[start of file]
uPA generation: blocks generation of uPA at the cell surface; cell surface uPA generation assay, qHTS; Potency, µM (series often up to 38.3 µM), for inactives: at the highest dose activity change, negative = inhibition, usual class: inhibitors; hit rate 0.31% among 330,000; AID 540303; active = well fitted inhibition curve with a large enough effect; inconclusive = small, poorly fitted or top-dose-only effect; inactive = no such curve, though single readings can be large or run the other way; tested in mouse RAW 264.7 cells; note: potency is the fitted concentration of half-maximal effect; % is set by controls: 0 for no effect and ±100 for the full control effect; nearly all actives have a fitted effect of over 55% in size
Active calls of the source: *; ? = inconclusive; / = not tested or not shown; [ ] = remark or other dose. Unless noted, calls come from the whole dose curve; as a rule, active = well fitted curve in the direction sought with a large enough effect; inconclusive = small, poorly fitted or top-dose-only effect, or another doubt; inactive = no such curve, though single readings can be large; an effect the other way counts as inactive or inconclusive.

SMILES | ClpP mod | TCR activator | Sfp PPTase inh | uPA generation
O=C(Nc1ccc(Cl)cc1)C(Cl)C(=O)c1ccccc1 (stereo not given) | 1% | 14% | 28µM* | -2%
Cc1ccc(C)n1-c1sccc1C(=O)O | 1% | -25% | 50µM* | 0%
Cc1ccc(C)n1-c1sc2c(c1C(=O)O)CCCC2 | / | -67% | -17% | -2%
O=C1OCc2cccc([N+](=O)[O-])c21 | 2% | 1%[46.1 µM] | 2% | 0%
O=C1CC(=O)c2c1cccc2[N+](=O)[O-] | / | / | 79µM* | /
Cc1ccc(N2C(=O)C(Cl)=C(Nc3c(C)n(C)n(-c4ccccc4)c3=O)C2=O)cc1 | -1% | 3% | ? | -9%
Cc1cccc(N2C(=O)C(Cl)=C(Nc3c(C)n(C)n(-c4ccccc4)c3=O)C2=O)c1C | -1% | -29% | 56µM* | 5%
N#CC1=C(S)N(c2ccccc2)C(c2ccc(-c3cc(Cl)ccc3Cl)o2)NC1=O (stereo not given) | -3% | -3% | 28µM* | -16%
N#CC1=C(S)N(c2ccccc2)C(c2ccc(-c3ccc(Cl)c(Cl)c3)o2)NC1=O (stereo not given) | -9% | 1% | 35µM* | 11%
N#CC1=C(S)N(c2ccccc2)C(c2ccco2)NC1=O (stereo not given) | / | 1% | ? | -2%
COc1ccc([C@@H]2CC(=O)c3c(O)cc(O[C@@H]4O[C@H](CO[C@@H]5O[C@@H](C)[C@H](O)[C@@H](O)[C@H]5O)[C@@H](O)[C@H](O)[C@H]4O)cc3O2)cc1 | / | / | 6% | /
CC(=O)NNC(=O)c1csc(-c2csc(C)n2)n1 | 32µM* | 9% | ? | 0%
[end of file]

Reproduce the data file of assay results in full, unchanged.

uPA generation: blocks generation of uPA at the cell surface; cell surface uPA generation assay, qHTS; Potency, µM (series often up to 38.3 µM), for inactives: at the highest dose activity change, negative = inhibition, usual class: inhibitors; hit rate 0.31% among 330,000; AID 540303; active = well fitted inhibition curve with a large enough effect; inconclusive = small, poorly fitted or top-dose-only effect; inactive = no such curve, though single readings can be large or run the other way; tested in mouse RAW 264.7 cells; note: potency is the fitted concentration of half-maximal effect; % is set by controls: 0 for no effect and ±100 for the full control effect; nearly all actives have a fitted effect of over 55% in size
Active calls of the source: *; ? = inconclusive; / = not tested or not shown; [ ] = remark or other dose. Unless noted, calls come from the whole dose curve; as a rule, active = well fitted curve in the direction sought with a large enough effect; inconclusive = small, poorly fitted or top-dose-only effect, or another doubt; inactive = no such curve, though single readings can be large; an effect the other way counts as inactive or inconclusive.

SMILES | ClpP mod | TCR activator | Sfp PPTase inh | uPA generation
O=C(Nc1ccc(Cl)cc1)C(Cl)C(=O)c1ccccc1 (stereo not given) | 1% | 14% | 28µM* | -2%
Cc1ccc(C)n1-c1sccc1C(=O)O | 1% | -25% | 50µM* | 0%
Cc1ccc(C)n1-c1sc2c(c1C(=O)O)CCCC2 | / | -67% | -17% | -2%
O=C1OCc2cccc([N+](=O)[O-])c21 | 2% | 1%[46.1 µM] | 2% | 0%
O=C1CC(=O)c2c1cccc2[N+](=O)[O-] | / | / | 79µM* | /
Cc1ccc(N2C(=O)C(Cl)=C(Nc3c(C)n(C)n(-c4ccccc4)c3=O)C2=O)cc1 | -1% | 3% | ? | -9%
Cc1cccc(N2C(=O)C(Cl)=C(Nc3c(C)n(C)n(-c4ccccc4)c3=O)C2=O)c1C | -1% | -29% | 56µM* | 5%
N#CC1=C(S)N(c2ccccc2)C(c2ccc(-c3cc(Cl)ccc3Cl)o2)NC1=O (stereo not given) | -3% | -3% | 28µM* | -16%
N#CC1=C(S)N(c2ccccc2)C(c2ccc(-c3ccc(Cl)c(Cl)c3)o2)NC1=O (stereo not given) | -9% | 1% | 35µM* | 11%
N#CC1=C(S)N(c2ccccc2)C(c2ccco2)NC1=O (stereo not given) | / | 1% | ? | -2%
COc1ccc([C@@H]2CC(=O)c3c(O)cc(O[C@@H]4O[C@H](CO[C@@H]5O[C@@H](C)[C@H](O)[C@@H](O)[C@H]5O)[C@@H](O)[C@H](O)[C@H]4O)cc3O2)cc1 | / | / | 6% | /
CC(=O)NNC(=O)c1csc(-c2csc(C)n2)n1 | 32µM* | 9% | ? | 0%